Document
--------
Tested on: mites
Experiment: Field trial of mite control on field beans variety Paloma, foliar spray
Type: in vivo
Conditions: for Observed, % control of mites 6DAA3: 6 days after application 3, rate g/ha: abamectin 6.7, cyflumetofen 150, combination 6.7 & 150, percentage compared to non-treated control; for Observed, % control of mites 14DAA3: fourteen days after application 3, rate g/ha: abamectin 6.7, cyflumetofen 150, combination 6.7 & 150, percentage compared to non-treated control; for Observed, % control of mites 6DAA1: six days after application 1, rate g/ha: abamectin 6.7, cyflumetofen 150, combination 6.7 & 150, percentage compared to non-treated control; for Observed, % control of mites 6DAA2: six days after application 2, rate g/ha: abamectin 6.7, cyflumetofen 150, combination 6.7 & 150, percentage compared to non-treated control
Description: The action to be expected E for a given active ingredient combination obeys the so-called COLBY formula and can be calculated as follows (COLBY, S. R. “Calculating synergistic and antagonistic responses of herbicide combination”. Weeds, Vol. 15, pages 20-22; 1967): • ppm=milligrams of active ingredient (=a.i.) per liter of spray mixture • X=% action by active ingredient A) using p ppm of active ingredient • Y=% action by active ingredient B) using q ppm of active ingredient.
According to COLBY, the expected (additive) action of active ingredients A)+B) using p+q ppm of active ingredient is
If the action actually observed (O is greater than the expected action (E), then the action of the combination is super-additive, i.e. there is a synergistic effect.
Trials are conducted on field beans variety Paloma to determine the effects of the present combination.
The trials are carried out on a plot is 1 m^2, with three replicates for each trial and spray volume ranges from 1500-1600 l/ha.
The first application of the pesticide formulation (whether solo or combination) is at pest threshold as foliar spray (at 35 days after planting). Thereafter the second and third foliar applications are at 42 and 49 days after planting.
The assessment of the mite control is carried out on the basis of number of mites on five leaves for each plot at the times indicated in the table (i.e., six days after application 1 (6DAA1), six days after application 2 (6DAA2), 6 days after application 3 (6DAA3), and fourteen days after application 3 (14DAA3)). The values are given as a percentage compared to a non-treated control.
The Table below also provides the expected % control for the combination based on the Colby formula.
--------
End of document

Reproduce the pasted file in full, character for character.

Tested on: mites
Experiment: Field trial of mite control on field beans variety Paloma, foliar spray
Type: in vivo
Conditions: for Observed, % control of mites 6DAA3: 6 days after application 3, rate g/ha: abamectin 6.7, cyflumetofen 150, combination 6.7 & 150, percentage compared to non-treated control; for Observed, % control of mites 14DAA3: fourteen days after application 3, rate g/ha: abamectin 6.7, cyflumetofen 150, combination 6.7 & 150, percentage compared to non-treated control; for Observed, % control of mites 6DAA1: six days after application 1, rate g/ha: abamectin 6.7, cyflumetofen 150, combination 6.7 & 150, percentage compared to non-treated control; for Observed, % control of mites 6DAA2: six days after application 2, rate g/ha: abamectin 6.7, cyflumetofen 150, combination 6.7 & 150, percentage compared to non-treated control
Description: The action to be expected E for a given active ingredient combination obeys the so-called COLBY formula and can be calculated as follows (COLBY, S. R. “Calculating synergistic and antagonistic responses of herbicide combination”. Weeds, Vol. 15, pages 20-22; 1967): • ppm=milligrams of active ingredient (=a.i.) per liter of spray mixture • X=% action by active ingredient A) using p ppm of active ingredient • Y=% action by active ingredient B) using q ppm of active ingredient.
According to COLBY, the expected (additive) action of active ingredients A)+B) using p+q ppm of active ingredient is
If the action actually observed (O is greater than the expected action (E), then the action of the combination is super-additive, i.e. there is a synergistic effect.
Trials are conducted on field beans variety Paloma to determine the effects of the present combination.
The trials are carried out on a plot is 1 m^2, with three replicates for each trial and spray volume ranges from 1500-1600 l/ha.
The first application of the pesticide formulation (whether solo or combination) is at pest threshold as foliar spray (at 35 days after planting). Thereafter the second and third foliar applications are at 42 and 49 days after planting.
The assessment of the mite control is carried out on the basis of number of mites on five leaves for each plot at the times indicated in the table (i.e., six days after application 1 (6DAA1), six days after application 2 (6DAA2), 6 days after application 3 (6DAA3), and fourteen days after application 3 (14DAA3)). The values are given as a percentage compared to a non-treated control.
The Table below also provides the expected % control for the combination based on the Colby formula.